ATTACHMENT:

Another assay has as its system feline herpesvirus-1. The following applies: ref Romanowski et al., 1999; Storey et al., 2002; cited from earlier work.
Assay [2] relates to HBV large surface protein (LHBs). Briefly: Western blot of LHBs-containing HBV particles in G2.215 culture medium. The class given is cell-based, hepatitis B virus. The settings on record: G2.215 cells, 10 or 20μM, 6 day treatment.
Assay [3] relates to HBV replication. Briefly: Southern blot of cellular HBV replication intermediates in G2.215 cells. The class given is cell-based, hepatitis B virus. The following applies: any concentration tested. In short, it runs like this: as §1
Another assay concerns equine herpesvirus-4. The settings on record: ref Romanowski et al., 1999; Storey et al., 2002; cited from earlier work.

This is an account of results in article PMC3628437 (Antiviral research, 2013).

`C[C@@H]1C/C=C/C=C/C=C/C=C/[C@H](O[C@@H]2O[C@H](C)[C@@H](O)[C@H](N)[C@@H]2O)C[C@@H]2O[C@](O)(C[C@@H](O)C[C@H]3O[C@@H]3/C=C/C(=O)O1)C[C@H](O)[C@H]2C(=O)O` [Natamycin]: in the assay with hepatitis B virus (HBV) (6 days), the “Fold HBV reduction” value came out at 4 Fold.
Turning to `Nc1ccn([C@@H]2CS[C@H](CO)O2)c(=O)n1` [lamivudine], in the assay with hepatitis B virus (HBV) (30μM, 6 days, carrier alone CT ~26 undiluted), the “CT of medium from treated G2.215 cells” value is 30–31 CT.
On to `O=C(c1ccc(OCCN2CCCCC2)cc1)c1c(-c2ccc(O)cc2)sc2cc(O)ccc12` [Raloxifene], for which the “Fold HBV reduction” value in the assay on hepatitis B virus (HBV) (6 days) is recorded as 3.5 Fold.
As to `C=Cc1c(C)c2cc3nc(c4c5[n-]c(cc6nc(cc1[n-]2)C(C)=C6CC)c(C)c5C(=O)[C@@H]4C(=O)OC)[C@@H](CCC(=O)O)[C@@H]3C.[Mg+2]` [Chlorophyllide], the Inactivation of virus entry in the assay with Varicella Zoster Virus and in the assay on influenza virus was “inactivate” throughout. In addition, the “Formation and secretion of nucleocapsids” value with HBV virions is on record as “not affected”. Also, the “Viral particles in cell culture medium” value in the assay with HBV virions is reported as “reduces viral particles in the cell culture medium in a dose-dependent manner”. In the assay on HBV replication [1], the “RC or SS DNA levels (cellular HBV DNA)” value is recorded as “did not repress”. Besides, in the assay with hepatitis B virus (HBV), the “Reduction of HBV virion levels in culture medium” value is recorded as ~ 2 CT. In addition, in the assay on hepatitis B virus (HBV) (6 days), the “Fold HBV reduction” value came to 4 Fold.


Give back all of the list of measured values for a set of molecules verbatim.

Another assay has as its system feline herpesvirus-1. The following applies: ref Romanowski et al., 1999; Storey et al., 2002; cited from earlier work.
Assay [2] relates to HBV large surface protein (LHBs). Briefly: Western blot of LHBs-containing HBV particles in G2.215 culture medium. The class given is cell-based, hepatitis B virus. The settings on record: G2.215 cells, 10 or 20μM, 6 day treatment.
Assay [3] relates to HBV replication. Briefly: Southern blot of cellular HBV replication intermediates in G2.215 cells. The class given is cell-based, hepatitis B virus. The following applies: any concentration tested. In short, it runs like this: as §1
Another assay concerns equine herpesvirus-4. The settings on record: ref Romanowski et al., 1999; Storey et al., 2002; cited from earlier work.

This is an account of results in article PMC3628437 (Antiviral research, 2013).

`C[C@@H]1C/C=C/C=C/C=C/C=C/[C@H](O[C@@H]2O[C@H](C)[C@@H](O)[C@H](N)[C@@H]2O)C[C@@H]2O[C@](O)(C[C@@H](O)C[C@H]3O[C@@H]3/C=C/C(=O)O1)C[C@H](O)[C@H]2C(=O)O` [Natamycin]: in the assay with hepatitis B virus (HBV) (6 days), the “Fold HBV reduction” value came out at 4 Fold.
Turning to `Nc1ccn([C@@H]2CS[C@H](CO)O2)c(=O)n1` [lamivudine], in the assay with hepatitis B virus (HBV) (30μM, 6 days, carrier alone CT ~26 undiluted), the “CT of medium from treated G2.215 cells” value is 30–31 CT.
On to `O=C(c1ccc(OCCN2CCCCC2)cc1)c1c(-c2ccc(O)cc2)sc2cc(O)ccc12` [Raloxifene], for which the “Fold HBV reduction” value in the assay on hepatitis B virus (HBV) (6 days) is recorded as 3.5 Fold.
As to `C=Cc1c(C)c2cc3nc(c4c5[n-]c(cc6nc(cc1[n-]2)C(C)=C6CC)c(C)c5C(=O)[C@@H]4C(=O)OC)[C@@H](CCC(=O)O)[C@@H]3C.[Mg+2]` [Chlorophyllide], the Inactivation of virus entry in the assay with Varicella Zoster Virus and in the assay on influenza virus was “inactivate” throughout. In addition, the “Formation and secretion of nucleocapsids” value with HBV virions is on record as “not affected”. Also, the “Viral particles in cell culture medium” value in the assay with HBV virions is reported as “reduces viral particles in the cell culture medium in a dose-dependent manner”. In the assay on HBV replication [1], the “RC or SS DNA levels (cellular HBV DNA)” value is recorded as “did not repress”. Besides, in the assay with hepatitis B virus (HBV), the “Reduction of HBV virion levels in culture medium” value is recorded as ~ 2 CT. In addition, in the assay on hepatitis B virus (HBV) (6 days), the “Fold HBV reduction” value came to 4 Fold.